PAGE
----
Each year, the process begins with creating a budget calendar at the start of the year, usually in March or April. Then, departments begin to review their budgets and potential needs for the following year.
Strategic planning meetings are held in June with the mayor and the board of directors to determine priorities and advise on budget preparation. Departments then prepare their base budget requests as well as service proposal change request forms taking into account the strategic plan and submit them to the CFO. A base budget is then prepared without any operational changes as a starting point for the budget. Then, the departments categorize the service proposal change request forms for the entire general fund, identifying the priority changes they wish to submit to the city administrator for review.
The city administrator, in collaboration with the finance manager, then identifies the changes to be included in the recommended budget. The financial director then prepares the draft budget which will be examined with the municipal council during the budget study sessions. Once the budget is approved in November, it is printed and submitted to the state of Colorado by the end of January.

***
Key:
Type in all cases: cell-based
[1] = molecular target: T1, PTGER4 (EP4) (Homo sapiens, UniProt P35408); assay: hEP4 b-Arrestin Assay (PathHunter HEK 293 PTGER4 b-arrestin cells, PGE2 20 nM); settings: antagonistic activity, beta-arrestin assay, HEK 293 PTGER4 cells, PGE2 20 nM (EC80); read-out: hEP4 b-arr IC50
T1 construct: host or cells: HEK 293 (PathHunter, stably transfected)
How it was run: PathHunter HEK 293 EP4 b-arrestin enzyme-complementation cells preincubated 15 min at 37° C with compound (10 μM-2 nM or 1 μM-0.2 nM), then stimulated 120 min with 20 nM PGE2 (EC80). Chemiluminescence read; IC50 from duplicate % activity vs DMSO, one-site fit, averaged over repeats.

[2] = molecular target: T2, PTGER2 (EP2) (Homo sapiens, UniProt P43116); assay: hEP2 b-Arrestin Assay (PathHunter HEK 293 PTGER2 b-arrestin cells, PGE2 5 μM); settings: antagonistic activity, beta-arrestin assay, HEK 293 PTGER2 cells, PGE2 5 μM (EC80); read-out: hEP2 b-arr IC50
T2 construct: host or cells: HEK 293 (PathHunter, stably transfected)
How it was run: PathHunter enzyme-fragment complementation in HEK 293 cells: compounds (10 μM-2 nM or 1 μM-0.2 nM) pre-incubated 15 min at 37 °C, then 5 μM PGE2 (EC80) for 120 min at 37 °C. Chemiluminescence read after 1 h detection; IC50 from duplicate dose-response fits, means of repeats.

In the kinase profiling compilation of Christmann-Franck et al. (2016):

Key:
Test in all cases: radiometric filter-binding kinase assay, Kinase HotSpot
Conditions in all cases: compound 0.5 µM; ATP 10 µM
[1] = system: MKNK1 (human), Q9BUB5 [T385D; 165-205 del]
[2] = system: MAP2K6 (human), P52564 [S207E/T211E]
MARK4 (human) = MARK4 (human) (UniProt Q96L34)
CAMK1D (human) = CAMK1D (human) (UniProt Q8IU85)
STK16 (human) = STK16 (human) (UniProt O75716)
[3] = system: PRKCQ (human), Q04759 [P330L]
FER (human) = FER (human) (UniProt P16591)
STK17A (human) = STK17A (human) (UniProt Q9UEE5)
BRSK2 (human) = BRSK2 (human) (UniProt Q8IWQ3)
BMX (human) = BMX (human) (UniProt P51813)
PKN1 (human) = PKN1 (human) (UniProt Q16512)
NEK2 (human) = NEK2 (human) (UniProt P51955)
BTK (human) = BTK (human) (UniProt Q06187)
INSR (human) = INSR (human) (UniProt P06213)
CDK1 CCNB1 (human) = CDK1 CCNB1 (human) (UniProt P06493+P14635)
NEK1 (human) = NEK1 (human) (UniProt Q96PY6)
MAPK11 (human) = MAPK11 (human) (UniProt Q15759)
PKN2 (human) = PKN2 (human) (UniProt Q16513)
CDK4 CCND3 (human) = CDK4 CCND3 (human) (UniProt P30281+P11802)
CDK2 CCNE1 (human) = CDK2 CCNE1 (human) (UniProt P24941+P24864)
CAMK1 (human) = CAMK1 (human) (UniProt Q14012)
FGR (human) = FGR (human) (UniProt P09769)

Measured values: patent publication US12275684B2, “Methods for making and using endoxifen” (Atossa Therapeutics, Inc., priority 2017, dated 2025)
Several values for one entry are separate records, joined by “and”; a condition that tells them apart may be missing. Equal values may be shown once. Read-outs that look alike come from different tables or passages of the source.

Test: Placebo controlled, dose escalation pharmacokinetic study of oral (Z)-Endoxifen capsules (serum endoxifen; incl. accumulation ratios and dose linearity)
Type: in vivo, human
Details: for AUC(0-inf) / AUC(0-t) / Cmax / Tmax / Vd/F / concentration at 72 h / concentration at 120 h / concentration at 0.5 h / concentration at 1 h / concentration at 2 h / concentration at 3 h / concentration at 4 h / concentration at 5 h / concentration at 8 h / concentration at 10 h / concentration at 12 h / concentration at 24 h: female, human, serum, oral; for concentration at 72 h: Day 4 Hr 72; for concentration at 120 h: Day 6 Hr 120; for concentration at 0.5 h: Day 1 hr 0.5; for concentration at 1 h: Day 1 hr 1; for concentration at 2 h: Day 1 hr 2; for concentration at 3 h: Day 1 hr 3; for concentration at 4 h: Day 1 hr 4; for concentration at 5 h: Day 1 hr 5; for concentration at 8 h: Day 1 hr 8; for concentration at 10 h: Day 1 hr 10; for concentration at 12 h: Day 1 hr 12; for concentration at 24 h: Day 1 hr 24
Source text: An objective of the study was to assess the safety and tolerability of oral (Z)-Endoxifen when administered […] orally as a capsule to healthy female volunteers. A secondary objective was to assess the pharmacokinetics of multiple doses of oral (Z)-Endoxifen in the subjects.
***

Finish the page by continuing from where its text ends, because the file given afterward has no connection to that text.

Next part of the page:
The budget process forces City staff and its elected city council to make difficult decisions to balance the City’s limited revenues with the cost of providing its basic services, as well as to accommodate ever-increasing demand. extended public services. Although fewer than 6,000 residents live within the city limits, millions of
clients also rely on City services. Instead of property taxes, which are kept low for its residents, sales taxes feed the revenue into the City’s general fund so that visitors share the tax burden and support services like street maintenance, parks, etc. police services and many others.
Financial information for the Town of Estes Park, including budgets and the annual financial report, is available at www.estes.org/finance. For more information, please call the Finance Department at 970-577-3560.